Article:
Auburn’s defense isn’t equipped to handle this kind of firepower. The Tigers ranked No. 95 in the country in terms of yards allowed per play. The defense conceded more than 1,000 total yards in the final two contests of the season and has to be more efficient if it is going to have any hope of containing Winston.

Auburn defensive coordinator Ellis Johnson spoke with ESPN’s Heather Dinich about his team’s strategy to limit Winston with the crystal trophy on the line. When asked if the difference in the game would be forcing the FSU signal-caller into committing uncharacteristic mistakes and turnovers, Johnson said:

It's going to be a big factor. The play in the box, they have tremendous skill out on the edges, but the pressure in the box is going to be one of the biggest keys to any defensive success that we have. There will be some other things in the game we can't control, kicking game, offense, all are going to contribute. But as far as us performing defensively and giving our football team a chance to win, there's got to be pressure on the quarterback.

Dee Ford, a defensive end for the Tigers, is confident that he will bring Winston to the turf. As per CBS Sports’ Bruce Feldman, the senior pass-rusher had this to say:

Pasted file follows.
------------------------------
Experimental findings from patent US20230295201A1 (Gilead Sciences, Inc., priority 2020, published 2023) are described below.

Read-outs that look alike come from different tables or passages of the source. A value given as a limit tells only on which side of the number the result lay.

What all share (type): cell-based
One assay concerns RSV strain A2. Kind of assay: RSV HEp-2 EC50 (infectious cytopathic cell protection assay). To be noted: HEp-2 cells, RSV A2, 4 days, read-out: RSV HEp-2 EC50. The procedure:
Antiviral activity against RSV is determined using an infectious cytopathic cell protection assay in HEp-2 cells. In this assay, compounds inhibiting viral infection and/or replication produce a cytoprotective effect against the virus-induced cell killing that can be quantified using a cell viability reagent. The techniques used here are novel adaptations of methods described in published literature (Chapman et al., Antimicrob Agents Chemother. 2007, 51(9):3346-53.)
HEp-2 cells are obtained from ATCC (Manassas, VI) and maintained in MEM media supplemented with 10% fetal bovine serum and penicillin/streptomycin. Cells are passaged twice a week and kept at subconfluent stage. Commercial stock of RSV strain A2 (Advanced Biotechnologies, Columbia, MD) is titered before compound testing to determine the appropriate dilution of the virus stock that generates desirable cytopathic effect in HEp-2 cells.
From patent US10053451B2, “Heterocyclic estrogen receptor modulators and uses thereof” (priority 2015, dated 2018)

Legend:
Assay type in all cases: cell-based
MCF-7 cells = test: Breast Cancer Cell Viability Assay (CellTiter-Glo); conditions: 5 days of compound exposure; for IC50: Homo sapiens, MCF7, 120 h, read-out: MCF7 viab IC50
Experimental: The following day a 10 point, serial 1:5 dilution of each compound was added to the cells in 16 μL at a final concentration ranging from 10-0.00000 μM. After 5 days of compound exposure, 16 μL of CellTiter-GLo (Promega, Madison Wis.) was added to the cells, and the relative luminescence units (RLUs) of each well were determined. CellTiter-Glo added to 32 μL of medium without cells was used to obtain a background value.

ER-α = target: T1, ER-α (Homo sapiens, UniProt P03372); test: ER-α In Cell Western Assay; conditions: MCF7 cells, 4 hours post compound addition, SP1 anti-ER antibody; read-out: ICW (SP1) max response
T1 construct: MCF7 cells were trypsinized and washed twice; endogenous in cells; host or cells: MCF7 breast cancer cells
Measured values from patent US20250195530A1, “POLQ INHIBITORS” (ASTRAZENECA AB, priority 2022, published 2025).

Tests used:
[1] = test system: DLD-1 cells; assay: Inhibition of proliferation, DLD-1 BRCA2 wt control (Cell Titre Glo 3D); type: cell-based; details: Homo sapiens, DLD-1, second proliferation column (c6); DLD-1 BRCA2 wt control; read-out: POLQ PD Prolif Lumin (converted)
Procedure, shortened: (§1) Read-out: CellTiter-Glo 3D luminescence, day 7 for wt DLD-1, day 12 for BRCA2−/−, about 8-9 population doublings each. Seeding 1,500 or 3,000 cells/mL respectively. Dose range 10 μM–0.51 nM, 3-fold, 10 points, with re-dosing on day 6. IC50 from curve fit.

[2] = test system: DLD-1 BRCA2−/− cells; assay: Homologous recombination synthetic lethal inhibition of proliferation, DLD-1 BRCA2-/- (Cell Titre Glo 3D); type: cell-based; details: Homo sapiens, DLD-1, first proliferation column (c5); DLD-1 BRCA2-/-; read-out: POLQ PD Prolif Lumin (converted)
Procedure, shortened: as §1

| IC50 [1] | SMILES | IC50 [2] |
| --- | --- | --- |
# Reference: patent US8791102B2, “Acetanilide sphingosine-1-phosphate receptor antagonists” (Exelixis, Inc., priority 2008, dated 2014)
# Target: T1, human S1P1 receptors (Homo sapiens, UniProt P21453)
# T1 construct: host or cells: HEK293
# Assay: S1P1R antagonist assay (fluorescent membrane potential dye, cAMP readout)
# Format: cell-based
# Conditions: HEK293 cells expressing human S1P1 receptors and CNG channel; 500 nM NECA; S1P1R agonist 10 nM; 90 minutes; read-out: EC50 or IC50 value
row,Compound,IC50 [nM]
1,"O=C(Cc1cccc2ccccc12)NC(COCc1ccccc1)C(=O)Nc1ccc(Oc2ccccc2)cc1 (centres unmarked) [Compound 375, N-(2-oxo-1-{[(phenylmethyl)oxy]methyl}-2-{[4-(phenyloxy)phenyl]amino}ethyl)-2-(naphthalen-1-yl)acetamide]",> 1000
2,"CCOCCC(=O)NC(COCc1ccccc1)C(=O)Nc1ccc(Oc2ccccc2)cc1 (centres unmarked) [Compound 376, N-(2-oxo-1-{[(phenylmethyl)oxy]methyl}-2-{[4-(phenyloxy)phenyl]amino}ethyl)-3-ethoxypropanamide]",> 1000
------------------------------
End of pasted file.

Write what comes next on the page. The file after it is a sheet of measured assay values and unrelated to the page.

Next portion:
The young quarterback should have a bit of extra motivation to avoid that rush and make some plays down the field, as he recently had a chance to check out The Coaches’ Trophy ahead of the title game:

It’s going to be an excellent matchup, and Winston’s performance will be the difference in the outcome. If he has a good game, Florida State will be crowned the national champion. If he has a disappointing outing—a rare occurrence in 2013—it could spell doom for the Seminoles.



Auburn has been a special program in 2013, but it has also been lucky.

Plays like “The Miracle on the Plains” catch against Georgia and a rare missed-field-goal return against ‘Bama have made the difference between this upstart program making a run-of-the-mill bowl and the BCS Championship Game.

While head coach Gus Malzahn, quarterback Nick Marshall and running back Tre Mason all deserve credit for installing and executing one of the most flawless triple-option attacks that college football has seen in a long time, the Tigers offense is rather one-dimensional.

With more than a month to prepare for this contest, the Seminoles should be ready to limit the effectiveness of Auburn’s rushing attack.

Expect these two potent offenses to trade blows out of the gate, but eventually the ineffectiveness of the Tigers defense will start to show. Florida State may not even punt in this game, while Auburn will be stymied at least a handful of times by an elite unit that conceded just 10.7 points per game in 2013.


Final Score

Florida State wins, 45-35.

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Cotton Bowl 2014: Henry Josey's Incredible Road Back to Superstardom